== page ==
We fawned over the handmade furniture of California-based foureyes back in 2012 so much that we decided to revisit the company to get some insight as to how one of their pieces is made. Bad Larry is an angular, well trapezoidal, lust-worthy console fit for housing your electronics and TV or storing your dishes in the dining room. Whatever way you decide to use it, the piece’s handcrafted perfection will set your space apart. Let’s go inside to see how designer/owner C. Sevin Salomone makes this customizable piece in this month’s Deconstruction.
“Bad Larry” was conceived when a client, who liked the look of my other work, wondered if I would be able to build her a TV console. I had actually never built a console before, but had been wanting to…so this seemed like the perfect opportunity. She didn’t have a whole lot of direction so I said “give me a couple days to whip up some drawings, and we’ll take it from there”. This is the idea she liked the best, and so “Bad Larry” was born.
Per the client’s request, this Bad Larry is going to be made out of walnut (but other species are certainly possible). I’ll be making the case out of walnut plywood, which I’ll edge with some walnut hardwood (to cover up the plywood lines) and the base will be made entirely of hardwood. Oh yeah, and I always make sure to protect my ears, eyes and lungs…because I’m cool like that.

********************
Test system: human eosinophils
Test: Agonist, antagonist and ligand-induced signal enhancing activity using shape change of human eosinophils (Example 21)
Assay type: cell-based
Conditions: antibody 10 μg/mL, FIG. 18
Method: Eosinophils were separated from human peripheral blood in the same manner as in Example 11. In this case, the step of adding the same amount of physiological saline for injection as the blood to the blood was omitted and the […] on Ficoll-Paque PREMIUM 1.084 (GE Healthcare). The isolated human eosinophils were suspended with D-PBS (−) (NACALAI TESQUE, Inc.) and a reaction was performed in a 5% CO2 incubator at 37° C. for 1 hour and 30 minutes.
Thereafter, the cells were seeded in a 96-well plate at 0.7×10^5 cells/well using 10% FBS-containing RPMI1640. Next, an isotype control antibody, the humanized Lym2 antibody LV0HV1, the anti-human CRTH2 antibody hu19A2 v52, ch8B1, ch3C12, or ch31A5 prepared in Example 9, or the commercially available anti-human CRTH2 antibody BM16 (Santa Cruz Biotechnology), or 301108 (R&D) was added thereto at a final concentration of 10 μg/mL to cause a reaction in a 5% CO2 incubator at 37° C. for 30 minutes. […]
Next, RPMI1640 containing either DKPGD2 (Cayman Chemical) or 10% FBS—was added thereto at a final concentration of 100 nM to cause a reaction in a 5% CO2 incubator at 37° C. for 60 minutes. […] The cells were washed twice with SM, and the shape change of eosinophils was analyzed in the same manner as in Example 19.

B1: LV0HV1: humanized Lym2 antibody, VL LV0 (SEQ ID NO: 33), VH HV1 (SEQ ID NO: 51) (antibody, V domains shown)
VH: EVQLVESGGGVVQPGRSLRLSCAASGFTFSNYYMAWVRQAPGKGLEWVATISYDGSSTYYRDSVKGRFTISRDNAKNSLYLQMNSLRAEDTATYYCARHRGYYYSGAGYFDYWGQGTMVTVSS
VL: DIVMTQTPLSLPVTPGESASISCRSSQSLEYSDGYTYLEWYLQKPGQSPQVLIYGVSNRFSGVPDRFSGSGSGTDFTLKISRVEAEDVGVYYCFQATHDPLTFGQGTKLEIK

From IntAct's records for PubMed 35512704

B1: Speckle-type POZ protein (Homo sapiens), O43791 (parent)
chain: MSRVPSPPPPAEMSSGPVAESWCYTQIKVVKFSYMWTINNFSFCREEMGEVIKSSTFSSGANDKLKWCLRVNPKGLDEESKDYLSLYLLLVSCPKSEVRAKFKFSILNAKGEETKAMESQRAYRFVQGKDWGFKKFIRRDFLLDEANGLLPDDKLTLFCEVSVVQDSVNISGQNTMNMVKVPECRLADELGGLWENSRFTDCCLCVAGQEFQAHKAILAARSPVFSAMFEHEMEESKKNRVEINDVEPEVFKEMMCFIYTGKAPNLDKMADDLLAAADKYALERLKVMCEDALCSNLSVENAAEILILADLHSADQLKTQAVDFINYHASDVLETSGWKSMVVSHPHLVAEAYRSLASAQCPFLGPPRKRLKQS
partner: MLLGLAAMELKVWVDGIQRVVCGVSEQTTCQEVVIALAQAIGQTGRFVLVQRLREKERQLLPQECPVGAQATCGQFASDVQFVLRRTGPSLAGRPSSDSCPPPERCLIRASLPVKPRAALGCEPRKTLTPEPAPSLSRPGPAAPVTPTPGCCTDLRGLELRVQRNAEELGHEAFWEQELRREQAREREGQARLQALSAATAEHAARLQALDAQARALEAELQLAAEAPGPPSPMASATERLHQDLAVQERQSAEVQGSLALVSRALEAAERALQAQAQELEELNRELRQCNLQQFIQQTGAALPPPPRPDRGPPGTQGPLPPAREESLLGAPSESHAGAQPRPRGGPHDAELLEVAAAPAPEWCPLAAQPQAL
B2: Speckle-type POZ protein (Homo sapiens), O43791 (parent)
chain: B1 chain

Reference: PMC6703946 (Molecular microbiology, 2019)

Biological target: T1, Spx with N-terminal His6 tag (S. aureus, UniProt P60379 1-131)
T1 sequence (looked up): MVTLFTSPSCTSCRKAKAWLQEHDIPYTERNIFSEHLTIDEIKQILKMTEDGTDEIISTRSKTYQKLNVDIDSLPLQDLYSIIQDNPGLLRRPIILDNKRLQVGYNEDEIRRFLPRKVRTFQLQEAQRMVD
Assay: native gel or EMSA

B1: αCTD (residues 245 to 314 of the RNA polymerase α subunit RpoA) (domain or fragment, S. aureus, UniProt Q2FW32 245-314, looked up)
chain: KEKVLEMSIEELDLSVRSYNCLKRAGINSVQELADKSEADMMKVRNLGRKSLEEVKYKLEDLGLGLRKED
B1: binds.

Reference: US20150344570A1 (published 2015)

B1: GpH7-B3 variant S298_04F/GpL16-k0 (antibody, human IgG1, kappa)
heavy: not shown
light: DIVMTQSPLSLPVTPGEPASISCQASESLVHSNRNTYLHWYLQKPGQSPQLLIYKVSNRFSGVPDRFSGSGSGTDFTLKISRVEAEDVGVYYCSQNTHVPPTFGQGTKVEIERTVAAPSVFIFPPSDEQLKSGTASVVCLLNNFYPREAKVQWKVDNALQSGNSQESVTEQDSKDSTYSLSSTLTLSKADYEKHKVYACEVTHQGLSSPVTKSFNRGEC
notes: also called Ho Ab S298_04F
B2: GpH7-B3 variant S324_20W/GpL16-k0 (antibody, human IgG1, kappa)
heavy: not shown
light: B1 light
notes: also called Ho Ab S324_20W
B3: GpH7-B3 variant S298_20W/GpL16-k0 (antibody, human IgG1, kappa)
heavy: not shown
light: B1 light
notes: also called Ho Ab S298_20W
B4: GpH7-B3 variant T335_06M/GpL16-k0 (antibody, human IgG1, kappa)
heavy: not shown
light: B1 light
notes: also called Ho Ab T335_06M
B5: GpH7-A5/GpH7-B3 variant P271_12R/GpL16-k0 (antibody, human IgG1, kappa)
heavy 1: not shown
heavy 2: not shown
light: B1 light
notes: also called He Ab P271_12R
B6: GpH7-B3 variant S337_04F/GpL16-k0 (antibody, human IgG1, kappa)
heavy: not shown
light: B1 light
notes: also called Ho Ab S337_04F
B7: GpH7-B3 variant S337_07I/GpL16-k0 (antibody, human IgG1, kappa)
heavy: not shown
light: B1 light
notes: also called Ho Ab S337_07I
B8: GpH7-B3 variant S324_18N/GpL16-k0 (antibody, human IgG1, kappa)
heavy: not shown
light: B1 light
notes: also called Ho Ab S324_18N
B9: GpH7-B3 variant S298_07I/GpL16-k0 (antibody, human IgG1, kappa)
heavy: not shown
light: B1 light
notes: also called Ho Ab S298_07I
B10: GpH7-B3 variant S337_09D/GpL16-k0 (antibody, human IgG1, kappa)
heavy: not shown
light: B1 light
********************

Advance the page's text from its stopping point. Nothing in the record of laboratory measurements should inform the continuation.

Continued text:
Once I’ve broken down all of the components so that they are just slightly oversized from what their finished dimensions will be, I attach hardwood edging. It’s pretty much a matter of cutting a few thin strips and gluing them to the plywood. After the glue dries and I clean things up a bit, you’d never even know that you’re even looking at plywood…well…except that I just told you, so never mind that. What I meant to say is that this piece is made of pure hardwood, especially the casework. I should be charging thousands more than I do ☺
The first time I built a Bad Larry, this next step was the one that I was most intimidated by. It might not have been wise to build a trapezoidal (yup, that’s a word) case for my first attempt…but all’s well that ends well, right?
Please bear with me while I get a little “mathy” (that one’s not a word) for a second. If you picture a square case, all the angles are 90 degrees. If you’re mitering the corners, you cut two 45 degree angles, put them together, and Bob’s your uncle. For this case, the top angles are 75 degrees, and the bottom angles are 105 degrees. Basically off 15 degrees from 90 either way. Cool? Cool.
So, the answer is still pretty simple, you’ll cut miters of 37.5 degrees (75/2) and 52.5 degrees (105/2). Easy enough, EXCEPT! You can’t tilt a blade, at least not the one on my table saw, to anything greater than 45 degrees. The solution, run the piece you’re cutting vertically against your fence, instead of horizontally against your table. It might not make a ton of sense to you, but I promise if you were there you’d understand.